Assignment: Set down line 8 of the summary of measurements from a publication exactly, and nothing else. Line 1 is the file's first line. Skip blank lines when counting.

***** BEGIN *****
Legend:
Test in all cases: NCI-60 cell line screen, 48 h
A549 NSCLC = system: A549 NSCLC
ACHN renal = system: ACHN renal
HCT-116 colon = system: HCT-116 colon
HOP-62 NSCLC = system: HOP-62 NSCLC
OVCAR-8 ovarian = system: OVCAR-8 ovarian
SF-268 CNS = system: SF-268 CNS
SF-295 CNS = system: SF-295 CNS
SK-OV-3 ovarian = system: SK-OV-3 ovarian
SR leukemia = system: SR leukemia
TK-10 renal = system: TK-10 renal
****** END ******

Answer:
SF-268 CNS = system: SF-268 CNS